The Vega Campaign

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The following entry continues the memoirs of Lt. Col. Carl T. LaFong as found in Wing Commander I and II: The Ultimate Strategy Guide.

Previous Memoir Entry: The Academy Years


Other than the six months spent in spacedock for repairs following Custer's Carnival, the Tiger's Claw had been in the Vega Sector for 10 years. Since 2650, enemy activity had been sporadic, and most of us felt the Kilrathi had simply probed the system to test our strength and resolve. Soon after, however, Intelligence scanners indicated an enormous buildup in Kilrathi strike forces. According to analysts, the Enyo System, which the Kilrathi abandoned following an engagement in 2639, was the first target. We jumped there three days later.

Everyone's nerves were on edge, but you could see that the change in battle status had affected the rookies, myself included, more than the veterans. The banter and horseplay had ended and each of us had withdrawn to try and find whatever it was we might need to survive.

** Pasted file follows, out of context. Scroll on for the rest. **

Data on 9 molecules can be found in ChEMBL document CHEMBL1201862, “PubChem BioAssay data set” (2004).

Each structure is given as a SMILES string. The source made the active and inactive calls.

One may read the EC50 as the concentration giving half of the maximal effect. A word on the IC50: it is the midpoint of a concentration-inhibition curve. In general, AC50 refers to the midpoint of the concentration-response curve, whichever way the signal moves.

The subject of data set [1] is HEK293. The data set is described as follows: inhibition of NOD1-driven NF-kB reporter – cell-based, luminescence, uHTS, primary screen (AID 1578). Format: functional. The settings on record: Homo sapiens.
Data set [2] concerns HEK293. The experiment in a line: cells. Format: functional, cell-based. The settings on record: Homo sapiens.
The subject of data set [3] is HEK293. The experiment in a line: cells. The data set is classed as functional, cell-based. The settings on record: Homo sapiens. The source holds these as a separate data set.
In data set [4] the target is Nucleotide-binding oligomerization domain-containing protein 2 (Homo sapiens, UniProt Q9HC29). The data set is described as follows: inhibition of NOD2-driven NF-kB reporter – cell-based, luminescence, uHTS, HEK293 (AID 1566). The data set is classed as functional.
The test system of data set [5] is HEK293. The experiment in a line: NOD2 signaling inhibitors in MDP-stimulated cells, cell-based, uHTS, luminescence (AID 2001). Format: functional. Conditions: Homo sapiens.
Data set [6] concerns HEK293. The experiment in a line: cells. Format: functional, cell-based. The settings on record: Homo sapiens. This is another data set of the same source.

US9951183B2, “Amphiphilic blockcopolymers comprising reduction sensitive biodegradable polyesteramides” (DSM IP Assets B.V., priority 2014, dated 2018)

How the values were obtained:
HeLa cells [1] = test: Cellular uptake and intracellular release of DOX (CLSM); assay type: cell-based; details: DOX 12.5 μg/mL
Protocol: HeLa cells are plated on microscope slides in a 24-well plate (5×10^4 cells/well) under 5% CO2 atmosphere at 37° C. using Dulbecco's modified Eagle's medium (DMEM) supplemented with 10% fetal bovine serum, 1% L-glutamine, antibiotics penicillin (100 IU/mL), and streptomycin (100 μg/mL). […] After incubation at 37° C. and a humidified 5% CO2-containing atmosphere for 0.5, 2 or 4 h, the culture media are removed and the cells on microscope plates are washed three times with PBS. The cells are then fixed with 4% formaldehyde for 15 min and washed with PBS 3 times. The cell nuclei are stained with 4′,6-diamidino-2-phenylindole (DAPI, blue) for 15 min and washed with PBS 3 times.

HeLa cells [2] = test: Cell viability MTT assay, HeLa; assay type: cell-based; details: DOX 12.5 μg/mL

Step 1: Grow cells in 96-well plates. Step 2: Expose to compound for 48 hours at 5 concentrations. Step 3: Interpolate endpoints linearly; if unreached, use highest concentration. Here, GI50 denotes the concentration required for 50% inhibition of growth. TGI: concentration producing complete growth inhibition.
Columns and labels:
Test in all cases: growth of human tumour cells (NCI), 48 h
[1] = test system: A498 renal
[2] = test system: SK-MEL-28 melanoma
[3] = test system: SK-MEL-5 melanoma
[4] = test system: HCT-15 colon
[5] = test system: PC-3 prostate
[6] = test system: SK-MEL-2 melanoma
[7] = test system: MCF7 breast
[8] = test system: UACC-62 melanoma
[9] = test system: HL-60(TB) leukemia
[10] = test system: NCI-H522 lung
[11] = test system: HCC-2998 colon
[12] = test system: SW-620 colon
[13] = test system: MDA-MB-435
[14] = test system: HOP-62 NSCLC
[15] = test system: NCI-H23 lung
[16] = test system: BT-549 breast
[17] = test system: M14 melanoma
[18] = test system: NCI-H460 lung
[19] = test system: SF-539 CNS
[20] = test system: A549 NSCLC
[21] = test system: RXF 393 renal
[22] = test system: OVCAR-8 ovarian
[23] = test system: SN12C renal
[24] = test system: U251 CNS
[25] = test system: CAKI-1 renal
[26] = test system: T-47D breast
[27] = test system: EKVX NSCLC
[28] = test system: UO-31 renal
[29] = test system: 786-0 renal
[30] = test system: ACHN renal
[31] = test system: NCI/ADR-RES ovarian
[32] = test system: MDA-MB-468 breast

I knew I was prepared. The year I spent on the Formidable as part of my academy training had given me confidence. While my only combat experience was launching a Dart at a retreating Dralthi during an escort mission, at least I'd seen the enemy and known the icy fear that came when a red blip appeared on the radar screen. I knew I wouldn't run.

I'd absorbed the knowledge of previous pilots who engaged the Kilrathi from the training manuals. I'd studied the history of the Galactic War, put in hundreds of hours dogfighting in the simulator at the academy, and, in my short time on the carrier, bugged Angel, Spirit, Bossman, and Iceman whenever I had the chance. I downed a few mugs of Goddard Special while listening to Shotglass tell tales of his harrowing missions against the Kilrathi. It all helped.

Colonel Halcyon had ordered every pilot to appear at mission briefings tomorrow morning at 0800 hours. I knew I wouldn't get any sleep that night, but oddly enough, I felt a sense of calm. That's not to say that I wasn't afraid, but it was strange that my fear was not of dying. What really scared me was that I might make a mistake that led to the death of others. Above all, I wanted to perform as a professional, to do the job I'd been trained for, and to support my fellow pilots. The next day was the first mission, and finally, the anticipation would end.

Next Section: Alpha Wing (Enyo System)